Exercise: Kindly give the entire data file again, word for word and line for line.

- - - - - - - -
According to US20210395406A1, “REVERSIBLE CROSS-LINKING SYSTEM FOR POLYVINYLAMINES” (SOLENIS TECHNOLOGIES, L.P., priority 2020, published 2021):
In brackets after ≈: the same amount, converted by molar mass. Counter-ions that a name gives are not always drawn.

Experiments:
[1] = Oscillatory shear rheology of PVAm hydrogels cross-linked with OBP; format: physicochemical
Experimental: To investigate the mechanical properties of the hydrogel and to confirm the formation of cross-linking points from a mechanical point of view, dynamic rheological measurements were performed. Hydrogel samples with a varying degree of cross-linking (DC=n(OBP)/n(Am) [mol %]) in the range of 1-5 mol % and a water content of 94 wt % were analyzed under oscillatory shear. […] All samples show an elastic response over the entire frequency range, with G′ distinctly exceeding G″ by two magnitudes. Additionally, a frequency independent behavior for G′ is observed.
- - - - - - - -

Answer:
According to US20210395406A1, “REVERSIBLE CROSS-LINKING SYSTEM FOR POLYVINYLAMINES” (SOLENIS TECHNOLOGIES, L.P., priority 2020, published 2021):
In brackets after ≈: the same amount, converted by molar mass. Counter-ions that a name gives are not always drawn.

Experiments:
[1] = Oscillatory shear rheology of PVAm hydrogels cross-linked with OBP; format: physicochemical
Experimental: To investigate the mechanical properties of the hydrogel and to confirm the formation of cross-linking points from a mechanical point of view, dynamic rheological measurements were performed. Hydrogel samples with a varying degree of cross-linking (DC=n(OBP)/n(Am) [mol %]) in the range of 1-5 mol % and a water content of 94 wt % were analyzed under oscillatory shear. […] All samples show an elastic response over the entire frequency range, with G′ distinctly exceeding G″ by two magnitudes. Additionally, a frequency independent behavior for G′ is observed.